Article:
In the same way, the shifting of resonant peak1 and peak2 are investigated by changing ${n}_{0}$ from 1.0 to 1.5. The transmission spectrum and relevant linear relation of mode1 and mode2 are shown in Fig. 7(a) and 7(b), respectively. Likely, it is calculated that peak1 shows a sensitivity of 1560nm/RIU while peak2 of 776nm/RIU. The FWHM is about 15nm which ensure a relatively good resolution for RI sensing. However, the calculated value of FOM = 104 is a little lower than 124.6 which is attained by the structure based on a fillet cavity. The reason why transmittance decreases with longer wavelength can be interpreted in two ways. One is the intrinsic absorption loss caused by metal itself, and the other one is the dispersive loss which can be expressed by a dispersive coefficient $\alpha =4\pi \mathrm{Im}\left\{{n}_{eff}\right\}/{\lambda}_{spp}$ [20]. Figure 2(b) (which is located in the section 2.2) indicates that the imaginary part of ${n}_{eff}$ is extremely small which can be neglected in the NIR. Consequently, it is simple to learn that longer incident wavelength induces fewer dispersive loss, the reduced transmittance of resonant peaks is mainly due to metals.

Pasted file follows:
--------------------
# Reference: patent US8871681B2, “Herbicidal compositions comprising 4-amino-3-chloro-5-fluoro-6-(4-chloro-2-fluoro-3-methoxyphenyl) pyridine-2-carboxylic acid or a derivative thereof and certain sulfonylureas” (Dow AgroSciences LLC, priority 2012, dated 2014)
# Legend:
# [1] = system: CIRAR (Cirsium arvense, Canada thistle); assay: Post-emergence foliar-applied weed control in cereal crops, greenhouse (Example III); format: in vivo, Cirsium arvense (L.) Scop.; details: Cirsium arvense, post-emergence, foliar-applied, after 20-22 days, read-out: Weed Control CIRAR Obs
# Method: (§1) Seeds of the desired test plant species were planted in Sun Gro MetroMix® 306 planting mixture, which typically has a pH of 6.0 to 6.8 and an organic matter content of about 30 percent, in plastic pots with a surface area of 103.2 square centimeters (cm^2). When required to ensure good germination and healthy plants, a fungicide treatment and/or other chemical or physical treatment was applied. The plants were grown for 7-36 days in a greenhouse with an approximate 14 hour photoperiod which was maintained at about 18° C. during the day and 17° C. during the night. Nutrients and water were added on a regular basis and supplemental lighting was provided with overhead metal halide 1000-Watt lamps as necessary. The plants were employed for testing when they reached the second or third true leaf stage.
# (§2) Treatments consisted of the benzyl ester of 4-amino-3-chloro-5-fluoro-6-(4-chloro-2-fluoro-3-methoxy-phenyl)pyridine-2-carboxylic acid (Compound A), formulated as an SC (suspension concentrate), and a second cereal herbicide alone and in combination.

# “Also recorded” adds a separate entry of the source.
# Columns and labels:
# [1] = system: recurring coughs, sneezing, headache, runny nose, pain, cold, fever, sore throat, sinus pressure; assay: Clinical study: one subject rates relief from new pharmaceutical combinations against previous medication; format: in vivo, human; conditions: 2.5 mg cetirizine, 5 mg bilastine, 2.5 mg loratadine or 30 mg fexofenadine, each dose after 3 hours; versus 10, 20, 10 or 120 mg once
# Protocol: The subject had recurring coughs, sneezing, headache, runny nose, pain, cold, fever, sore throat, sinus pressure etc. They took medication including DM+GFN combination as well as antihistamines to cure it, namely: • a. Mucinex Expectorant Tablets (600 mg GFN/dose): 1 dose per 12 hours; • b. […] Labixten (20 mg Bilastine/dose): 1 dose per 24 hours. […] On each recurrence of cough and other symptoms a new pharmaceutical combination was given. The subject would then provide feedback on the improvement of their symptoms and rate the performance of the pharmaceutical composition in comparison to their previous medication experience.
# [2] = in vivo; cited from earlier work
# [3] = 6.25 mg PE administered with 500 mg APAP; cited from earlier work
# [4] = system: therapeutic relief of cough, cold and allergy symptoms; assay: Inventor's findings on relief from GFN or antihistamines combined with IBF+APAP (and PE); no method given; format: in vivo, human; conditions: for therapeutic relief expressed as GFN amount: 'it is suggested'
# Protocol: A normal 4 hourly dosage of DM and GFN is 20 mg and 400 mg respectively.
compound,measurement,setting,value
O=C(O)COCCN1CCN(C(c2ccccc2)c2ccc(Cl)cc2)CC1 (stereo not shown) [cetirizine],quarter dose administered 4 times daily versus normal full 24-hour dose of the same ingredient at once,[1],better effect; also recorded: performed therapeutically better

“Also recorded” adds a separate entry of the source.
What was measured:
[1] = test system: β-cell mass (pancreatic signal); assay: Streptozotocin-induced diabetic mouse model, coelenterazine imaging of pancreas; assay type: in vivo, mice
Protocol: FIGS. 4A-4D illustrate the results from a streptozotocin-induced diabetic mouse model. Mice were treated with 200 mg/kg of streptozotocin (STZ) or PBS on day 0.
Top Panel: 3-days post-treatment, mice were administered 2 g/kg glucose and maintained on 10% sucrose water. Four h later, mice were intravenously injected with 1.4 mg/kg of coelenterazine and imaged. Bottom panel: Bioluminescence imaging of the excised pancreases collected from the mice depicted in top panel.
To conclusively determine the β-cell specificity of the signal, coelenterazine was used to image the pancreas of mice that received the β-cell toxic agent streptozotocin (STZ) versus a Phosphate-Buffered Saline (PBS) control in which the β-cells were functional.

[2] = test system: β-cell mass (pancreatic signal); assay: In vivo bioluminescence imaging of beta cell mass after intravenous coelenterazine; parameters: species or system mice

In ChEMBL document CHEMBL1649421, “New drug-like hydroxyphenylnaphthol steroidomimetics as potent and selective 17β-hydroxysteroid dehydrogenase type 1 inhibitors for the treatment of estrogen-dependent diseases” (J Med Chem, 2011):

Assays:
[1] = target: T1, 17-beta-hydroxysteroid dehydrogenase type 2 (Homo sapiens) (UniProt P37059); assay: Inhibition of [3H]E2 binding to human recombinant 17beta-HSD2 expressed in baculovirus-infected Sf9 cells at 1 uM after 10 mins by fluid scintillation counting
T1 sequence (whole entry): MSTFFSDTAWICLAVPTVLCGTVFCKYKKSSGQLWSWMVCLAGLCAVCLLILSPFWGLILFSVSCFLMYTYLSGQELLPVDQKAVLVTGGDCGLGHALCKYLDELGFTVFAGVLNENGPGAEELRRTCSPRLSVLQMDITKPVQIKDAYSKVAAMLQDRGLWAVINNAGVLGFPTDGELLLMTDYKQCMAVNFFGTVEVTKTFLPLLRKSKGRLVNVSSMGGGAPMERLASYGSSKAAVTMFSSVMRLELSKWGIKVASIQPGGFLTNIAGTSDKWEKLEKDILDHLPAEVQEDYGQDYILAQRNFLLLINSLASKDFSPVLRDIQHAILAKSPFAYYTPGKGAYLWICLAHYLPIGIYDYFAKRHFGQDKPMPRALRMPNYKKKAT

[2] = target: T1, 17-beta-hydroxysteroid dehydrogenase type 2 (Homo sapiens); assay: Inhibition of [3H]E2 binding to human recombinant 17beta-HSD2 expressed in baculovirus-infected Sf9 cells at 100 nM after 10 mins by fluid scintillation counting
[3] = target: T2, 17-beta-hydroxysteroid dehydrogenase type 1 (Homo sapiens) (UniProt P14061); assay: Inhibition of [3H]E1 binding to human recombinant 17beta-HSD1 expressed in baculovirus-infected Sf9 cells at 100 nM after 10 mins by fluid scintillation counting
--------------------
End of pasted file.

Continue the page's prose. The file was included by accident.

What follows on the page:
In addition, a comparison of the linear relation between ${n}_{0}$ and ${\lambda}_{m}$ based on the principle of RI sensing is presented in Fig. 8(a). Actually, there is still another approach to improve the sensitivity. On the basis of Eq. (5) deduced in section 2.2, the scale of semi-fillet cavity can be enlarged by increasing the edge length a (b = a). As we can see in Fig. 8(b), the peak1 exhibits a red shift regularly with increasing edge length, and the linear relation between edge length and resonant wavelength is obtained as edge length increases from 350nm to 700nm by an increment of 50nm. That is to say, the resonant wavelength increases predictably as edge length gets larger, which is significant to predict corresponding ${\lambda}_{m}$ with regard to the different size of cavity. To compare with the sensitivity of 1560nm/RIU based on the semi-fillet cavity with a = b = 350nm, the sensitivity of semi-fillet cavity with doubled edge length a = b = 700nm is calculated as 3476nm/RIU. However, the sensitivity is improved at the cost of increased line-width, which results in lower resolution.